Villages of Morton Grove & Skokie proclaim 2016 as U.S.-PH Friendship Year
LEFT PHOTO: SKOKIE Mayor George Van Dusen takes time to pose of photo with his Filipino American constituents led by PINOY publisher Mariano A. Santos shown holding a framed copy of the proclamation June 20. Also in photo is Ferdinand Soco, Chair of the Skokie beautification commission and Jelly Carandang, former planning commissioner. (Photo by F. Soco)
By Mariano "Anong" Santos
CHICAGO—Two mayors in Illinois with a high concentration of Filipino American residents in their respective villages have recently issued a proclamation to declare 2016 as US-Philippine Friendship Year to commemorate the 70th year of the U.S. granting of independence to the Philippines on July 4, 1946.
Skokie Mayor George Van Dusen and Morton Grove Mayor Daniel DiMaria issued separate proclamations early in June citing the historical relationship between the U.S. and its former colony, highlighting the American and Filipino alliance in fighting the Japanese invaders during World War II.
In my capacity as chairperson of the Committee to Commemorate the 70th Year of the U.S.-Philippine Friendship Year in Chicago, I’m happy to announce a series of activities this year beginning with the Filipino community participation in the July 4th parades in the two contiguous villages.
Participating in the July 4th parades is a timely and effective way for Filipino Americans to make mainstream America aware of the existence of a longstanding friendship between our two countries that impacts the mutual military and commercial interests involved in the on-going South China Sea conflict.
An open forum and discussions on the history and issues surrounding U.S. and Philippine relations are being planned in the coming months culminating during the celebration of Philippine American History Month in October.
The Philippines celebrated its Independence Day on July 4th until 1961 when then incumbent Philippine President Diosdado P. Macapagal led the move to change the day of commemoration to June 12, the day when the President of the First Philippine Republic, Gen. Emilio F. Aguinaldo, proclaimed Philippine Independence after the Filipinos successfully waged a war of liberation against Spain.
On February 4, 1899, the Filipino American War broke out. When Aguinaldo was captured on March 23, 1901, the American occupation of the Philippines formally started and would last until 1946. Filipinos started in 1992 to mark July 4th as U.S.-Philippine Friendship Day.
Philippine Consul General Generoso Calonge in his capacity as honorary chairman of the committee led members of local Filipino community in their participations in the July 4th parades. Members of the Knights of Rizal, Philippine Independence Week Committee, Fil-Am Club of St. Martha Church and Gawad Kalinga volunteers signed on to march in the parades.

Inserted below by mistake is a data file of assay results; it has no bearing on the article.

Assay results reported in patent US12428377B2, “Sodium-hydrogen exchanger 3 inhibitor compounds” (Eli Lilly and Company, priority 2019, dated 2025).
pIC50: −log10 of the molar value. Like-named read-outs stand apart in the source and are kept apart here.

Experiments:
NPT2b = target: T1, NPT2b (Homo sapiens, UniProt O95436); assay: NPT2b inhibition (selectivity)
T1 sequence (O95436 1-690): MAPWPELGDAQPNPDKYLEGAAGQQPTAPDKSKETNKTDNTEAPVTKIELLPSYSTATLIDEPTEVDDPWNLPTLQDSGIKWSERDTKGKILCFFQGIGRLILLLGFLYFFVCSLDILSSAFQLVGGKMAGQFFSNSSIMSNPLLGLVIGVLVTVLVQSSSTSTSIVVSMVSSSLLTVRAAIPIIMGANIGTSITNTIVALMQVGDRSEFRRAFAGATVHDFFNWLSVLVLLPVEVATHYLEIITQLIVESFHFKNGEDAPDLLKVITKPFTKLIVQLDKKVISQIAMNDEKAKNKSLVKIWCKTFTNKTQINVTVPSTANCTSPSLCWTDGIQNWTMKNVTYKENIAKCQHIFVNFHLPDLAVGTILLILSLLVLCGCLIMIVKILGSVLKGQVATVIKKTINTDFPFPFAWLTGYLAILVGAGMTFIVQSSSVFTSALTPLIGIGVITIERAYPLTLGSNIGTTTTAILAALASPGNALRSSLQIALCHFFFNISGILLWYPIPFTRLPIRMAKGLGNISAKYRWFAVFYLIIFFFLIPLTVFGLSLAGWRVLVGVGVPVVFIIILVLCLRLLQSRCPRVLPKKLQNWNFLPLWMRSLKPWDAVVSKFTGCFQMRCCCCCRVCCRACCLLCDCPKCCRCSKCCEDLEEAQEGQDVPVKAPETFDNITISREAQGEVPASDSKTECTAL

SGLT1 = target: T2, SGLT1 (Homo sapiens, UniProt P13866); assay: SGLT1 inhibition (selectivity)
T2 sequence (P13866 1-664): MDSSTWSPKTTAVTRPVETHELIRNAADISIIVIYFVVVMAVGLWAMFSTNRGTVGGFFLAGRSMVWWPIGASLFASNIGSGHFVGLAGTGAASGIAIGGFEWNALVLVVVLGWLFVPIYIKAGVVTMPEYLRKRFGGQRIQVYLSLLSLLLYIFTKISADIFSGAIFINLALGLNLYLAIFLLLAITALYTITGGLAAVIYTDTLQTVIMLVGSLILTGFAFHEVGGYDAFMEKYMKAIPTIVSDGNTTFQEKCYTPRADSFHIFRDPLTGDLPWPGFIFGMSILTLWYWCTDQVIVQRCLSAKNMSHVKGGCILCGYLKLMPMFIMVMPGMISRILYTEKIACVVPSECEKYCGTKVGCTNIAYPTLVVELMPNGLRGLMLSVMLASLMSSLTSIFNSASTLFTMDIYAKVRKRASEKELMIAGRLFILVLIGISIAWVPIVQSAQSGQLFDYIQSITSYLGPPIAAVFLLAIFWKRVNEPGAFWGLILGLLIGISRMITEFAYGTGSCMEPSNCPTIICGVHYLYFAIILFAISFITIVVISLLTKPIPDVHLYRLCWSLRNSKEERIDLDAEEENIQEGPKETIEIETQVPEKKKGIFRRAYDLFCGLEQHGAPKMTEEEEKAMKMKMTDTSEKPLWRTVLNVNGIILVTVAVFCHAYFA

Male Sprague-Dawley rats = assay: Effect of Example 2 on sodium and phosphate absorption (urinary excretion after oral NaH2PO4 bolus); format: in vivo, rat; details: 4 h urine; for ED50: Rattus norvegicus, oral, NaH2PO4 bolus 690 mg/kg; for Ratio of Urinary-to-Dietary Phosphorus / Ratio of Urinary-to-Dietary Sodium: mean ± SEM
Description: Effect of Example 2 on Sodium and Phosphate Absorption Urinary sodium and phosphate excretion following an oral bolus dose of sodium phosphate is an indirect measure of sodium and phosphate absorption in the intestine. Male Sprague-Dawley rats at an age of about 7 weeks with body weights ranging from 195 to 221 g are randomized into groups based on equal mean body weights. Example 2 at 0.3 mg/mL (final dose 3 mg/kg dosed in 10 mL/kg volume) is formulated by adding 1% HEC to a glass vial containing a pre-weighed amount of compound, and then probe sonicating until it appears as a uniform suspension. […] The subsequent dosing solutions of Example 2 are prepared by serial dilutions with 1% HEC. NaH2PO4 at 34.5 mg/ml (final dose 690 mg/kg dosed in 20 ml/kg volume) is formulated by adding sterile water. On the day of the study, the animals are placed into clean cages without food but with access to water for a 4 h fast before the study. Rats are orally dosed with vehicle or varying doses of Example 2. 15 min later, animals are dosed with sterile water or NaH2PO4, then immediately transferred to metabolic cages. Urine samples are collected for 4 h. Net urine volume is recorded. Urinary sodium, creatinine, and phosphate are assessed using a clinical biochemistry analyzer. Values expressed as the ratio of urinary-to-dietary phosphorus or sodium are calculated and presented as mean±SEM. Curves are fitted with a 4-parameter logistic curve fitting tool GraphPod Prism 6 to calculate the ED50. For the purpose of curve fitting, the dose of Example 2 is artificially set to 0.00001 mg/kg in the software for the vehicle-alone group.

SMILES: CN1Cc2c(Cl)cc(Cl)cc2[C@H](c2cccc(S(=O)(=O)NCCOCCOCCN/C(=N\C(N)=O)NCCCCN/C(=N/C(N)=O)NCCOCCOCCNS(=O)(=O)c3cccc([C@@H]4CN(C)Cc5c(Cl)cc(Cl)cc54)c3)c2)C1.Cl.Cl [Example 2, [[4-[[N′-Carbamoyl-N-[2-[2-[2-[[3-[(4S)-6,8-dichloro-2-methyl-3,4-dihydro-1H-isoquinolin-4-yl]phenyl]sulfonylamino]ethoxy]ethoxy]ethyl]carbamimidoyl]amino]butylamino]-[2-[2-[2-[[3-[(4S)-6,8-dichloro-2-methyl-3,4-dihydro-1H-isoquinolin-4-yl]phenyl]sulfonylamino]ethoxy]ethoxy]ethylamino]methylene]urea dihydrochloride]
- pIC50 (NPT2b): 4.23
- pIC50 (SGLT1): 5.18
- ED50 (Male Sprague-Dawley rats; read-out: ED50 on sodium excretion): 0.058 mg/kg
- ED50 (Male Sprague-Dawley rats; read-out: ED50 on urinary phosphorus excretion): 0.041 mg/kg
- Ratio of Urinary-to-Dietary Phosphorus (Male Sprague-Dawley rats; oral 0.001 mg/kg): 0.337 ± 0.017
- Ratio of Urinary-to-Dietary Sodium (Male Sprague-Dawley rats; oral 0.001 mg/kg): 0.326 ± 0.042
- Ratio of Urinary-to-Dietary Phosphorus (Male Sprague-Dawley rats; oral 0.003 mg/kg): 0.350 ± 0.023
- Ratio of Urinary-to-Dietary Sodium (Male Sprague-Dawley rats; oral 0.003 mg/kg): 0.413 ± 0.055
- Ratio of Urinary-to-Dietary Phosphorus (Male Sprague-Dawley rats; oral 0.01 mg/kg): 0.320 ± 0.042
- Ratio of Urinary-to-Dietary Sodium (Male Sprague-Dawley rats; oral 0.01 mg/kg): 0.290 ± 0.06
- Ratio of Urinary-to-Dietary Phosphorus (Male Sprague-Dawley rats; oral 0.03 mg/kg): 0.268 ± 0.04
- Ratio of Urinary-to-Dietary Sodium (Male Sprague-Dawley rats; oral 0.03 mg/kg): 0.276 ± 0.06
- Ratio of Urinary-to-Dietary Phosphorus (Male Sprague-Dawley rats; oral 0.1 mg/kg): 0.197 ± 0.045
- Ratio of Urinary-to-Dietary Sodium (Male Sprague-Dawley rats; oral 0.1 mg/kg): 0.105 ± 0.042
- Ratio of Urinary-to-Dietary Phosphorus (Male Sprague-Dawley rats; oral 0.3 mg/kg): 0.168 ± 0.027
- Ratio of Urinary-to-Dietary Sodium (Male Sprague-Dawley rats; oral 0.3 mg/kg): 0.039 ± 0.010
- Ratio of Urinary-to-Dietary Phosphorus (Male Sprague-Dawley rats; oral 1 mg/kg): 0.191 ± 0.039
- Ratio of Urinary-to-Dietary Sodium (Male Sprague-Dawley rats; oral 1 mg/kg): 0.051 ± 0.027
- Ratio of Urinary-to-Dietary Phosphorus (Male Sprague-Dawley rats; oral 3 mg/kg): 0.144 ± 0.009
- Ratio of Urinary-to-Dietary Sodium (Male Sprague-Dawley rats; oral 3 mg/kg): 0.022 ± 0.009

The Skokie parade started at 11:30 a.m. at the Oakton Community College at Lincoln Avenue and Skokie Blvd. with Jelly Carandang, NaFFAA regional Chair acting as the coordinator. Morton Grove Trustee Ed Ramos coordinated the Fil-Am participation in the Morton Grove parade that started at 2 p.m.
Interested persons or groups, please call Jelly at 630-564-7949, Ed Ramos at 224-875-8359 or Anong Santos at 847 528-4991 or email firstname.lastname@example.org.
Philippine Daily Inquirer columnist, Amando Doronilla on Duterte and the Media:
“The AP reported that Duterte, in an outburst at a late night news conference in Davao City, lambasted journalists, saying “Don’t threaten me. Boycott, boycott … go ahead, damn you!”
The outburst came after international and local news groups expressed outrage over Duterte’s remarks about the media killings.
Reporters Without Borders urged local media to boycott his news conferences until he issues a public apology.
Duterte replied that he would survive even if journalists boycotted him because he could ask state-run TV network to cover his activities.
“I’m telling the networks I do not need you,” he said. He threatened to order his Cabinet members not to speak to journalists who are not from the state-run network.
According to the International Federation of Journalists, the Philippines has been the second deadliest country for journalists since 1990, behind only war-torn Iraq.
The New York-based Committee to Protect Journalists said Duterte’s remarks “apparently excusing extrajudicial killings threaten to make the Philippines into a killing field for journalists.”
It said the country ranks fourth on its impunity index, which spotlights the countries where the killers of journalists go unpunished.
Duterte’s crass pronouncements not only sully the memories of journalists who have been murdered since 1986, the National Union of Journalists of the Philippines said.